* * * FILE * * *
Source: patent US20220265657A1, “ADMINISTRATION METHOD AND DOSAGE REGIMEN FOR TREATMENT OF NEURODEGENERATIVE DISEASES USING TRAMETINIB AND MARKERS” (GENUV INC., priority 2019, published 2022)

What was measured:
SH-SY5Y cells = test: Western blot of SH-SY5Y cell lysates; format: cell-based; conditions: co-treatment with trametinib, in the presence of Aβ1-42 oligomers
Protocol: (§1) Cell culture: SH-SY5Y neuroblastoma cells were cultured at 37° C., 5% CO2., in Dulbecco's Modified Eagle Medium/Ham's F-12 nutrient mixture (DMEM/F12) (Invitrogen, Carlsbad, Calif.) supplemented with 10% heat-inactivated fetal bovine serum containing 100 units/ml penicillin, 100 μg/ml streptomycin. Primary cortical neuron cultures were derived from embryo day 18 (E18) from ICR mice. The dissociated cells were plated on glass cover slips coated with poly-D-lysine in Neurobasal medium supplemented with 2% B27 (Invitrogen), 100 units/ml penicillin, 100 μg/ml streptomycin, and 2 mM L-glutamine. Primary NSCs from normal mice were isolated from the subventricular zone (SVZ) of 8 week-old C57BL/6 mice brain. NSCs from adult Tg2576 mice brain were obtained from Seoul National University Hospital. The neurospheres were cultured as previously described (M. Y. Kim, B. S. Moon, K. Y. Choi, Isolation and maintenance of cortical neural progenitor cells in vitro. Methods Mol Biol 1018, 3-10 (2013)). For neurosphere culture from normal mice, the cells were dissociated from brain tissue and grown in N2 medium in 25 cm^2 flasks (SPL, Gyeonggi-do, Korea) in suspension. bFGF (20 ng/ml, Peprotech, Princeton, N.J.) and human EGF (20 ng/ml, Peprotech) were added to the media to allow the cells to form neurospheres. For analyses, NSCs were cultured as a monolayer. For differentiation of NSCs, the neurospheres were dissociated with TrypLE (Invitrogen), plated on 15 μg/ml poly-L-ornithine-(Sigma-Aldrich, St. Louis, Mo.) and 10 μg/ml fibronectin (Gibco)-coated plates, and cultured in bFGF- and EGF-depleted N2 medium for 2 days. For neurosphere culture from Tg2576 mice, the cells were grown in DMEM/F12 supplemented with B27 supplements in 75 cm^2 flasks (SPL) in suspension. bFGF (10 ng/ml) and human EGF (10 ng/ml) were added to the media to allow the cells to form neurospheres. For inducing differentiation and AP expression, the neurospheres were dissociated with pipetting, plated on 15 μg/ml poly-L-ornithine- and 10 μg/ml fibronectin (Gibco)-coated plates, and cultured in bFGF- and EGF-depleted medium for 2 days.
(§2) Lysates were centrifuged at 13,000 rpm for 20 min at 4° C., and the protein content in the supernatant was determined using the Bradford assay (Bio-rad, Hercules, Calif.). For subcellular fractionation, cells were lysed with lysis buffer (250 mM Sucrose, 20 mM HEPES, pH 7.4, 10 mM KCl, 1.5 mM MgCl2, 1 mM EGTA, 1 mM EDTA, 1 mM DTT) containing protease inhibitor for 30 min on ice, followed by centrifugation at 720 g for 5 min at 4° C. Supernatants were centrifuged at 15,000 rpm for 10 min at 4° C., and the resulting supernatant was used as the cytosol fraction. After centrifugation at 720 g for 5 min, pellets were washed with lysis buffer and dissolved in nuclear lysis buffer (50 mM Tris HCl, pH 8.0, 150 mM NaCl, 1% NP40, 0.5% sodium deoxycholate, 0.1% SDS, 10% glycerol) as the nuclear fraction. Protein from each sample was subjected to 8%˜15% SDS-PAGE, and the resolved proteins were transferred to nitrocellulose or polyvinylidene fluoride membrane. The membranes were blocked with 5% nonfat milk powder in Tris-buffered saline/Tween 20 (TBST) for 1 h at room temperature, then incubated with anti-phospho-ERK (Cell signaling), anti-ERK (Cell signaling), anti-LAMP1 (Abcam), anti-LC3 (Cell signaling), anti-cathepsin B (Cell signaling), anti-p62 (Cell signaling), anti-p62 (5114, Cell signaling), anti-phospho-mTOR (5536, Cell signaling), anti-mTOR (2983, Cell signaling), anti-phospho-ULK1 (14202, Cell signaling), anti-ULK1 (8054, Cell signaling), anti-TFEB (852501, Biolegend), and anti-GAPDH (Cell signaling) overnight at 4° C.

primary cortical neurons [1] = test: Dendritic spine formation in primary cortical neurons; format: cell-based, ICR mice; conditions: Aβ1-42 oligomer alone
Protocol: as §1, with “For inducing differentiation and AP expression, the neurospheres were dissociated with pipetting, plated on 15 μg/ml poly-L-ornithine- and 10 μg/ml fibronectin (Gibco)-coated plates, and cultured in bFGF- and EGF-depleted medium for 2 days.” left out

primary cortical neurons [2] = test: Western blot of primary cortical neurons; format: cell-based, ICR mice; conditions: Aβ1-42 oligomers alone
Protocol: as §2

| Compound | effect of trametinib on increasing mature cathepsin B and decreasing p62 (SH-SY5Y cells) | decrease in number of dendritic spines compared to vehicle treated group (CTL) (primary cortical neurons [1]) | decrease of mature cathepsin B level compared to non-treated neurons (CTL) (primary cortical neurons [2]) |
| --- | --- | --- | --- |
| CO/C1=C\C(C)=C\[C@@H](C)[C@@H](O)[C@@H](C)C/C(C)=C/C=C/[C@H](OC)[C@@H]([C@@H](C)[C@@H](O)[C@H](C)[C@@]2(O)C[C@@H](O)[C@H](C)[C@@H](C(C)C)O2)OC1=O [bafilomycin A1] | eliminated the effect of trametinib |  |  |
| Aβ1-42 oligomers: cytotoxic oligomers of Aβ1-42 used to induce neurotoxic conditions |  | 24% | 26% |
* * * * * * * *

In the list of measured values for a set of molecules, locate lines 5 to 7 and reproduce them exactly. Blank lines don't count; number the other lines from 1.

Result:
(§2) Lysates were centrifuged at 13,000 rpm for 20 min at 4° C., and the protein content in the supernatant was determined using the Bradford assay (Bio-rad, Hercules, Calif.). For subcellular fractionation, cells were lysed with lysis buffer (250 mM Sucrose, 20 mM HEPES, pH 7.4, 10 mM KCl, 1.5 mM MgCl2, 1 mM EGTA, 1 mM EDTA, 1 mM DTT) containing protease inhibitor for 30 min on ice, followed by centrifugation at 720 g for 5 min at 4° C. Supernatants were centrifuged at 15,000 rpm for 10 min at 4° C., and the resulting supernatant was used as the cytosol fraction. After centrifugation at 720 g for 5 min, pellets were washed with lysis buffer and dissolved in nuclear lysis buffer (50 mM Tris HCl, pH 8.0, 150 mM NaCl, 1% NP40, 0.5% sodium deoxycholate, 0.1% SDS, 10% glycerol) as the nuclear fraction. Protein from each sample was subjected to 8%˜15% SDS-PAGE, and the resolved proteins were transferred to nitrocellulose or polyvinylidene fluoride membrane. The membranes were blocked with 5% nonfat milk powder in Tris-buffered saline/Tween 20 (TBST) for 1 h at room temperature, then incubated with anti-phospho-ERK (Cell signaling), anti-ERK (Cell signaling), anti-LAMP1 (Abcam), anti-LC3 (Cell signaling), anti-cathepsin B (Cell signaling), anti-p62 (Cell signaling), anti-p62 (5114, Cell signaling), anti-phospho-mTOR (5536, Cell signaling), anti-mTOR (2983, Cell signaling), anti-phospho-ULK1 (14202, Cell signaling), anti-ULK1 (8054, Cell signaling), anti-TFEB (852501, Biolegend), and anti-GAPDH (Cell signaling) overnight at 4° C.

primary cortical neurons [1] = test: Dendritic spine formation in primary cortical neurons; format: cell-based, ICR mice; conditions: Aβ1-42 oligomer alone
Protocol: as §1, with “For inducing differentiation and AP expression, the neurospheres were dissociated with pipetting, plated on 15 μg/ml poly-L-ornithine- and 10 μg/ml fibronectin (Gibco)-coated plates, and cultured in bFGF- and EGF-depleted medium for 2 days.” left out